Few people keep secret things they are proud of. This is even more true for governments.
Let’s carve out exceptions for secret knowledge or plans which must be kept hidden for reasons of national security or military advantage, and then say, usually, when governments hide things from their citizens it is out of a sense of shame or failure.
A perfect example is the secrecy that surrounds almost everything about the State of New Mexico’s Judicial Elder Guardianship program. One thing kept hidden is that this is a system which mindlessly supports one side in frequently complex adversarial proceedings on the simple, simple-minded concept of, whoever petitions the court first, gets to frame everything about the case to their advantage.
Cases involving Elder Guardianship center on old people who have been labeled “incapacitated,” who need the Court’s intervention because their family care is “dysfunctional.” There is one other factor in almost all Elder Guardianship cases in which the key word does not have to be in quotes, because it is well-understood and not susceptible to intellectual manipulation. That word is rich. Almost all the old folks for whom state courts and court-appointed guardians and other service providers are summoned into action have lots of money.
That’s because the NM Elder Guardian system runs on the profit motive. Among the small universe of elder care attorneys and service providers there are very few pro bono operators. If there’s not a pot of gold to pay lawyer’s fees and support services, there is little incentive to make a case.
One other introductory thought: the justification offered by the courts for keeping all its actions in guardianship cases under wraps is allegedly to protect the privacy of the old person. But remember, in order to qualify for court-ordered care, the old person has to be judged so “incapacitated” that they become “wards of the court” and lose all their basic human and legal rights including the “right to manage his or her own money, sign a contract, vote, marry, decide where to travel, decide who can come into his or her home and which doctors and medicines can be used.” One has to ask, exactly what sense of “privacy” do such “incapacitated” people have that requires such unaccountable “protection?”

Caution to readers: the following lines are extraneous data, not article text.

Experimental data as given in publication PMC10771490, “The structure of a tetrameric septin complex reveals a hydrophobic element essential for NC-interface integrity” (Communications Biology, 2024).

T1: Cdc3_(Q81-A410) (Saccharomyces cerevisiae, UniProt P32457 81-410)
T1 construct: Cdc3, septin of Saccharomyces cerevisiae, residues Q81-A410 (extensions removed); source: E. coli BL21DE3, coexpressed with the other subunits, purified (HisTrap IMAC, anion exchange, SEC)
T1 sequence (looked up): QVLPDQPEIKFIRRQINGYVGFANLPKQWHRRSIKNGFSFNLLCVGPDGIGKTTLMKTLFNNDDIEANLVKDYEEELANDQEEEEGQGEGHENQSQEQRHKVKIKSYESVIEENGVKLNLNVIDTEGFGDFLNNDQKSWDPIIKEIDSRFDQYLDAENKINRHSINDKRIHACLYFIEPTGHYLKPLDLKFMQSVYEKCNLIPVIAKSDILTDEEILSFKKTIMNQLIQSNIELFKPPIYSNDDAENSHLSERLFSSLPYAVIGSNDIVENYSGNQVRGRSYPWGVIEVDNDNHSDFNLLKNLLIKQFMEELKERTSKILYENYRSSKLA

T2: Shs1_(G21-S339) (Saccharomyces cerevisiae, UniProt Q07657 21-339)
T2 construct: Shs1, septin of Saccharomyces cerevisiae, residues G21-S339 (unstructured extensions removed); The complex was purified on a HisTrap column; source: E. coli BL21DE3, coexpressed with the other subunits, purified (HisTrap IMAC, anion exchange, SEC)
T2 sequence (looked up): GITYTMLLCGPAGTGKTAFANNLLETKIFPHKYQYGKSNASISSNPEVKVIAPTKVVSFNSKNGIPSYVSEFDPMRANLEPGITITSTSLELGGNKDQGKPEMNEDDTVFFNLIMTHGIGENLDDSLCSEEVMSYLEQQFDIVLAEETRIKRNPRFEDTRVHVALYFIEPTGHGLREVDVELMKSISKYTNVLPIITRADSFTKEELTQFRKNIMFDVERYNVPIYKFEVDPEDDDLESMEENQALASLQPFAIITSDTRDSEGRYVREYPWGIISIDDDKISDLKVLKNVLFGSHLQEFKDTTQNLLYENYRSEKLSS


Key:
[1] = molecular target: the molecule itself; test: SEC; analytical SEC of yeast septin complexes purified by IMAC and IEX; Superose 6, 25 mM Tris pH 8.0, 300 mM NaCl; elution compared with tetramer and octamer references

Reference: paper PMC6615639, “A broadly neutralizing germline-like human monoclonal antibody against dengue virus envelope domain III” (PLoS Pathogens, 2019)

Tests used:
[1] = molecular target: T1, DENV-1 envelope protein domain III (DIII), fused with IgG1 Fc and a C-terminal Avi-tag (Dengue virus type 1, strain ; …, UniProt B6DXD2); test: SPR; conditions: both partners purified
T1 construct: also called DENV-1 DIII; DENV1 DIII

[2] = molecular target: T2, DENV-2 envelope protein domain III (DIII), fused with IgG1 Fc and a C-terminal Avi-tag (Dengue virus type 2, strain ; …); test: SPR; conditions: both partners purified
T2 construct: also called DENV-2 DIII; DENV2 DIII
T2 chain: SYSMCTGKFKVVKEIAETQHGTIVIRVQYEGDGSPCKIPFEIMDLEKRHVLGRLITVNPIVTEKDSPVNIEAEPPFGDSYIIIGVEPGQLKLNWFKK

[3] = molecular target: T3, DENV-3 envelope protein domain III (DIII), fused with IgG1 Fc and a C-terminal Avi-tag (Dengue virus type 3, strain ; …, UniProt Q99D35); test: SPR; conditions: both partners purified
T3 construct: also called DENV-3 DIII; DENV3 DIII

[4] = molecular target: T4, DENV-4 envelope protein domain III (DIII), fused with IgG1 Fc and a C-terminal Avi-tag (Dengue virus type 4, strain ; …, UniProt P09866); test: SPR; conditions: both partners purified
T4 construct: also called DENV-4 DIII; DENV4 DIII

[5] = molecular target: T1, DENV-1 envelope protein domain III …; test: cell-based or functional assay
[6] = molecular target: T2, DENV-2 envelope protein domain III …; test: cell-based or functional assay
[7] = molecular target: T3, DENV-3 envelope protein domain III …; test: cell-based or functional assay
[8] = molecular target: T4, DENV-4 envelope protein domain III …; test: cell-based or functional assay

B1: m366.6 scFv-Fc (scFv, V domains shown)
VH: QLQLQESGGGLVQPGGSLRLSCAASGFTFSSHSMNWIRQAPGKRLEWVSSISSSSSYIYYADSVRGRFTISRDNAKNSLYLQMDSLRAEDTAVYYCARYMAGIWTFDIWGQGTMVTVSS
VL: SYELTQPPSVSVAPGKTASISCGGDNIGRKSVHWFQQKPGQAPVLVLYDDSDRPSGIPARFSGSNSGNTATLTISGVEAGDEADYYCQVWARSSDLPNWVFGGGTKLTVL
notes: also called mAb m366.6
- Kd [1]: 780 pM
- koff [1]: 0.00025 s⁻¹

Family members of the old person, including those who may have cared for Mom or Pop for years, can be excluded from the circle of secrecy if they’re the ones accused in, usually a sibling’s, court petition. And, if they, or anyone divulges any of the Court’s secrets, they can be fined or even jailed.
This protects a lot of interested parties — from judges and lawyers to the for-profit providers of everything from medical care to janitorial or dog-walking services — from any outside monitoring. It is, says one judge who’s seen it from the inside, “an honor system.”
But as great investigative reporting by our guest today, syndicated columnist and author Diane Dimond shows, often the NM system of elder guardianship does no honor to anyone involved.
Diane Dimond is a journalist who defies categorization. She gained national prominence on radio and television, covering the White House for NPR local news for WCBS-TV in New York, and doing investigative reporting for MSNBC, among others. Her nationally syndicated weekly newspaper column is distributed by Creators Syndicate. Diane is also a Special Correspondent for Newsweek/TheDailyBeast. Her recent 6-part series of investigative reports about New Mexico’s Judicial Elder Guardianship system was published by the Albuquerque Journal.